Stepper Motor Specs

Discussion in 'The Projects Forum' started by Tralfagar, Oct 15, 2010.

  1. Tralfagar

    Thread Starter New Member

    Jun 4, 2007
    Hello all; I am a proud owner of a Superior Electric Slo-Syn Stepping Motor(yay!). However, I seem to have run into a small roadblock; I don't know how to use it. I notice on the specs it says 1.65V, 4.7A, and it's DC. With that in mind, I have created the following circuit:


    It uses an Arduino DueMilaNove, which outputs 5V. I am using it to control a transistor, which will supply current to the motor. I've been doing some reading on the web, and it appears the current is more important than the voltage. I think the values are correct, but

    I'm concerned about being able to find a 1 Ohm resistor(never seen one that small), and what can I use for a voltage/current source? I had thought about using 1.5V batteries in series, but is there a better way? I don't think I can drive it straight from the microcontroller....

    Thank you. I've tried to find information for the past few days, but it appears I may be missing something obvious:eek:
  2. Kermit2

    AAC Fanatic!

    Feb 5, 2010
    You will want to remove the small 1.2 Ohm resistor.

    According to ohms law that resistor @ 1.65 Volts will limit your current draw through the transistor to less than 2 amps(more than 1 amp).

    a better choice for this Might Be a sensitive gate Triac between the motor and several D cells in parallel. You could then PWM the trigger voltage and get a primitive form of variable freq speed control @ the motor. You might even need to use some 2Volt Lead Acid cells instead of the 1.5-1.6 volt dry cells.
  3. wayneh


    Sep 9, 2010
    I just bought a bunch of 15W resistors from Mouser, all less than 1.5Ω and most <1Ω. But more importantly, why do think you need it?
    You're right about that! You need more than 4A, and that's a lot. I'd recommend an old computer PSU. The 5v supply will probably be rated for more than 5A or so. Also, I'd recommend a logic level MOSFET for your transistor, to minimize the "on" resistance and the heat build-up.

    You also need to reverse your flyback diode around the motor. Right now it shorts to ground.
  4. davebee

    Well-Known Member

    Oct 22, 2008
    Are you sure you have a stepping motor? Usually those have four windings that need to be pulsed on and off in the right sequence to cause the motor shaft to rotate in discrete steps.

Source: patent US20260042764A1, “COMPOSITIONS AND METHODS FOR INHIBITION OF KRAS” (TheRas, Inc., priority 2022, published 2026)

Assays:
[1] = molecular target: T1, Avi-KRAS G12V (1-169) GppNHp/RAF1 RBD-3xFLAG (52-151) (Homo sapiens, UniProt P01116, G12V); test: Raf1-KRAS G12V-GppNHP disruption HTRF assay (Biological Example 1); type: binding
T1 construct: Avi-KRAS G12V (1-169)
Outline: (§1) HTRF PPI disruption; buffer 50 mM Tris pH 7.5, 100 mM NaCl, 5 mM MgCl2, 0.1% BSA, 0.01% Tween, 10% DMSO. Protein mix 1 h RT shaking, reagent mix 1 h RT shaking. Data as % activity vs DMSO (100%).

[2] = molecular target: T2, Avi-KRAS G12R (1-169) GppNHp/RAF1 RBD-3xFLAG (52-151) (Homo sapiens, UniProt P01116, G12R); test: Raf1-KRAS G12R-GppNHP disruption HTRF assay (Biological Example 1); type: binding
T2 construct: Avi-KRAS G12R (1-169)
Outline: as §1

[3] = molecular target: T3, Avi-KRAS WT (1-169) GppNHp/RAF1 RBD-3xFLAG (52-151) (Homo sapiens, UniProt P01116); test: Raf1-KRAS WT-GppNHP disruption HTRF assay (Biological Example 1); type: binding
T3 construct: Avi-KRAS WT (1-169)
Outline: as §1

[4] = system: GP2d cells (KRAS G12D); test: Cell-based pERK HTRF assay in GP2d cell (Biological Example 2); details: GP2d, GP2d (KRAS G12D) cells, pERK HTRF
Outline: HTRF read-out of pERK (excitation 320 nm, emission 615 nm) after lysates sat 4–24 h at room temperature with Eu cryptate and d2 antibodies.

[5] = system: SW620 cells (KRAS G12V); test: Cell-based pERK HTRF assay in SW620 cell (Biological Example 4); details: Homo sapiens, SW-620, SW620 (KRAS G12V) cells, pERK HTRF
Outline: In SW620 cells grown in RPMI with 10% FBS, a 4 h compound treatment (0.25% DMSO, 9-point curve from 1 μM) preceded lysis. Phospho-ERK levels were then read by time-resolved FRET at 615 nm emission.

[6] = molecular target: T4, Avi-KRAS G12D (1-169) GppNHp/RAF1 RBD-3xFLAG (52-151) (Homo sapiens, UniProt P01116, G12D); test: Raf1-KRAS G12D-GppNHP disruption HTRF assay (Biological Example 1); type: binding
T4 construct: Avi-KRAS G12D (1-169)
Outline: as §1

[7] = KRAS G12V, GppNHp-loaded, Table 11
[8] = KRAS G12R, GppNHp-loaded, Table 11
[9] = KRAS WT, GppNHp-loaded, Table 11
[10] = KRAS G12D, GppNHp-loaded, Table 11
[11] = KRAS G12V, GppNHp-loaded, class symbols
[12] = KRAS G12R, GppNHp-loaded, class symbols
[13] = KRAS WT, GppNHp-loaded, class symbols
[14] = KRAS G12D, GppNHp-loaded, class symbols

The easiest way to drive a stepper motor is to buy a stepping motor control chip which generates the four phased outputs, but it's not that hard to drive one with four separate driver circuits like what you've shown, and then it would be up to your microcontroller program to control four output pins to enable and disable the current to the four windings in the right sequence.

    The 4.7A is probably the upper limit. You could probably test-run the motor with no load with just a hundred or so ma.
  5. Kermit2

    AAC Fanatic!

    Feb 5, 2010
    That's it Davebee! :)

    This thing was meant for a 3.3V system. Wired Bipolar- Opposite coils in series.

    I recently ordered a nice 6A capable PS @ 3.3V from They would be perfect here. Just a hair shy of $22 I think was what it was. A slightly bigger($) one would be preferred for that motor.
  6. SgtWookie


    Jul 17, 2007
    It would help a great deal if you would supply the complete part number of your stepper motor, as then the datasheet for it can be located.

    It is likely that your stepper motor is a 4-wire bipolar type. These have more complicated drive requirements than a unipolar stepper motor, as you need to use a full H-bridge for each winding.

    Unipolar stepper motors generally have 5 or 6 wires. One or two of the wires are connected to the center tap(s) of the windings; this gets connected to the positive supply; the ends of the windings get connected to ground in a sequence that makes the motor rotate in the desired direction.

    Here is a useful tutorial page with links:
    A useful Wikipedia entry:

    Here's an application note on using an L297 stepper motor driver with an L298 H-bridge:
    It's not adequate for the current your motor requires, but it's useful in that you get an idea what kind of control signals are used to drive a bipolar stepper motor.
    Last edited: Oct 16, 2010